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United gives pilots 5% raises early after contract talks turn rocky

United Airlines is giving pilots 5% raises — part of a pandemic cost-reduction agreement — months ahead of schedule, days after pilots overwhelmingly rejected a new contract agreement.

Negotiations for new labor deals have been difficult at United and other carriers.

In 2020, the Chicago-based carrier and the Air Line Pilots Association, which represents United’s more than 13,000 pilots, agreed to offer aviators a round of buyouts as the company scrambled to reduce costs during the industry’s worst-ever crisis.

In exchange, the company said it would raise its pilots’ hourly pay by 5% once the airline returned to a pretax margin at or above 5% for 12 months. They also agreed to job and pay protections.

United cited the carrier’s return to profitability and upbeat outlook for handing the raises out this year. The airline reported a pretax margin of 9% in the last quarter. While United has still lost money in the first nine months of the year, it expects a profitable end to 2022.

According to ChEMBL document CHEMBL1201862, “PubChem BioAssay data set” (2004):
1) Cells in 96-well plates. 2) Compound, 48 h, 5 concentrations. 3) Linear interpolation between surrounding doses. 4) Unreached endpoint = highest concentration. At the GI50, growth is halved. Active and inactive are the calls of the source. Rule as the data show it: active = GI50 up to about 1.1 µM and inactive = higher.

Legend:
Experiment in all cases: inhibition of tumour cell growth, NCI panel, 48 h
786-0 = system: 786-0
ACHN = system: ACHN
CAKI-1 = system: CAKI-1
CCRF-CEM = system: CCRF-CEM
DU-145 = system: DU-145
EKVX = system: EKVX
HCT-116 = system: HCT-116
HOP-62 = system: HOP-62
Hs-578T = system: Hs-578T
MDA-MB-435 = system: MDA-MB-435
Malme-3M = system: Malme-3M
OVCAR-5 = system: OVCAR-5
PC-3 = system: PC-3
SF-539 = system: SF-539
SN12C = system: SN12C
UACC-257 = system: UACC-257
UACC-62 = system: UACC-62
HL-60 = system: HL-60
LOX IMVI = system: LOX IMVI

The company could have waited until May 2023 to pay the raises, Bryan Quigley, senior vice president of flight operations at United wrote to pilots on Thursday. The raises will take effect during the December bid month.

“This is a show of good faith and a down payment on a market-based, industry leading labor agreement,” Quigley wrote. “It’s also recognition of the role that you played in helping United survive the pandemic and recover so much stronger.”

United pilots overwhelmingly voted down a recent proposed agreement that would have increased pay by about 15% over 18 months.

“Accelerating our raise does not change the fact we still need a contract that fully recognizes the contributions we make every day to the success of our airline,” United’s pilot union said in a note to members on Thursday.

The union said that United pilots plan to picket outside United’s flight training center in Denver next Tuesday. Delta, Southwest, American and FedEx pilots have also picketed to demand better pay and schedules in recent months.

This article originally appeared on CNBC

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